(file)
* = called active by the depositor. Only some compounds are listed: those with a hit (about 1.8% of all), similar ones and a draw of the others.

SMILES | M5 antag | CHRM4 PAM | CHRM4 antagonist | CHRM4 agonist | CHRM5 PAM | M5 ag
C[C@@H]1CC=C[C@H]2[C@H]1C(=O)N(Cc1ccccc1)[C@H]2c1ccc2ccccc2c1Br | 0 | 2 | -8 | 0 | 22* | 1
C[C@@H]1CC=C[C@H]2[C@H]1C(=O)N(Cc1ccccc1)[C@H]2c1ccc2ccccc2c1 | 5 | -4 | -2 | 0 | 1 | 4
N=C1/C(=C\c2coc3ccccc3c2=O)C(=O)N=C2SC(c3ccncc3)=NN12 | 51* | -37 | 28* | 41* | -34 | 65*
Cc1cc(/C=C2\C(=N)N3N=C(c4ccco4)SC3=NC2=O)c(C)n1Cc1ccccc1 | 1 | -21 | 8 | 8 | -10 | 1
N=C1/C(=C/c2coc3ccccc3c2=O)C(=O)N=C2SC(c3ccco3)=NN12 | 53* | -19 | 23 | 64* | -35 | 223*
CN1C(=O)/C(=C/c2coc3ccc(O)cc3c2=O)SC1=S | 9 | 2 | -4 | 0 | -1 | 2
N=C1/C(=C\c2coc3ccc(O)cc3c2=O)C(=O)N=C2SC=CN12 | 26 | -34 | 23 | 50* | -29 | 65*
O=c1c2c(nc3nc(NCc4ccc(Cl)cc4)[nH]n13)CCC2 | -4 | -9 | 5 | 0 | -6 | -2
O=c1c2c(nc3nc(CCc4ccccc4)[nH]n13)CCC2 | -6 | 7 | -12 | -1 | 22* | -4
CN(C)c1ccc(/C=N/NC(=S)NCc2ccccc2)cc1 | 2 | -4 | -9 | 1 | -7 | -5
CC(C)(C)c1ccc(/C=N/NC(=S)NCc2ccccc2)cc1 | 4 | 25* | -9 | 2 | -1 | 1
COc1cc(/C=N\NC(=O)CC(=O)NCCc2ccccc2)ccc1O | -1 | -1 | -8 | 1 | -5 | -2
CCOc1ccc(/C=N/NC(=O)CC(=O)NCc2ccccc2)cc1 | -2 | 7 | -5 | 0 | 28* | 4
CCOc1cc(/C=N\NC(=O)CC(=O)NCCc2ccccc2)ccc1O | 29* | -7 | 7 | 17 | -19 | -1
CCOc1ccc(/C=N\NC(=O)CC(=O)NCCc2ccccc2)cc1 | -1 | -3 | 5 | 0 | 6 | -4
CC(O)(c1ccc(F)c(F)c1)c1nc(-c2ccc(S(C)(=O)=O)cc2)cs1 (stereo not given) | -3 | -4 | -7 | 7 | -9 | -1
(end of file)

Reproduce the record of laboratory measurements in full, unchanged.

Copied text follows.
* = called active by the depositor. Only some compounds are listed: those with a hit (about 1.8% of all), similar ones and a draw of the others.

SMILES | M5 antag | CHRM4 PAM | CHRM4 antagonist | CHRM4 agonist | CHRM5 PAM | M5 ag
C[C@@H]1CC=C[C@H]2[C@H]1C(=O)N(Cc1ccccc1)[C@H]2c1ccc2ccccc2c1Br | 0 | 2 | -8 | 0 | 22* | 1
C[C@@H]1CC=C[C@H]2[C@H]1C(=O)N(Cc1ccccc1)[C@H]2c1ccc2ccccc2c1 | 5 | -4 | -2 | 0 | 1 | 4
N=C1/C(=C\c2coc3ccccc3c2=O)C(=O)N=C2SC(c3ccncc3)=NN12 | 51* | -37 | 28* | 41* | -34 | 65*
Cc1cc(/C=C2\C(=N)N3N=C(c4ccco4)SC3=NC2=O)c(C)n1Cc1ccccc1 | 1 | -21 | 8 | 8 | -10 | 1
N=C1/C(=C/c2coc3ccccc3c2=O)C(=O)N=C2SC(c3ccco3)=NN12 | 53* | -19 | 23 | 64* | -35 | 223*
CN1C(=O)/C(=C/c2coc3ccc(O)cc3c2=O)SC1=S | 9 | 2 | -4 | 0 | -1 | 2
N=C1/C(=C\c2coc3ccc(O)cc3c2=O)C(=O)N=C2SC=CN12 | 26 | -34 | 23 | 50* | -29 | 65*
O=c1c2c(nc3nc(NCc4ccc(Cl)cc4)[nH]n13)CCC2 | -4 | -9 | 5 | 0 | -6 | -2
O=c1c2c(nc3nc(CCc4ccccc4)[nH]n13)CCC2 | -6 | 7 | -12 | -1 | 22* | -4
CN(C)c1ccc(/C=N/NC(=S)NCc2ccccc2)cc1 | 2 | -4 | -9 | 1 | -7 | -5
CC(C)(C)c1ccc(/C=N/NC(=S)NCc2ccccc2)cc1 | 4 | 25* | -9 | 2 | -1 | 1
COc1cc(/C=N\NC(=O)CC(=O)NCCc2ccccc2)ccc1O | -1 | -1 | -8 | 1 | -5 | -2
CCOc1ccc(/C=N/NC(=O)CC(=O)NCc2ccccc2)cc1 | -2 | 7 | -5 | 0 | 28* | 4
CCOc1cc(/C=N\NC(=O)CC(=O)NCCc2ccccc2)ccc1O | 29* | -7 | 7 | 17 | -19 | -1
CCOc1ccc(/C=N\NC(=O)CC(=O)NCCc2ccccc2)cc1 | -1 | -3 | 5 | 0 | 6 | -4
CC(O)(c1ccc(F)c(F)c1)c1nc(-c2ccc(S(C)(=O)=O)cc2)cs1 (stereo not given) | -3 | -4 | -7 | 7 | -9 | -1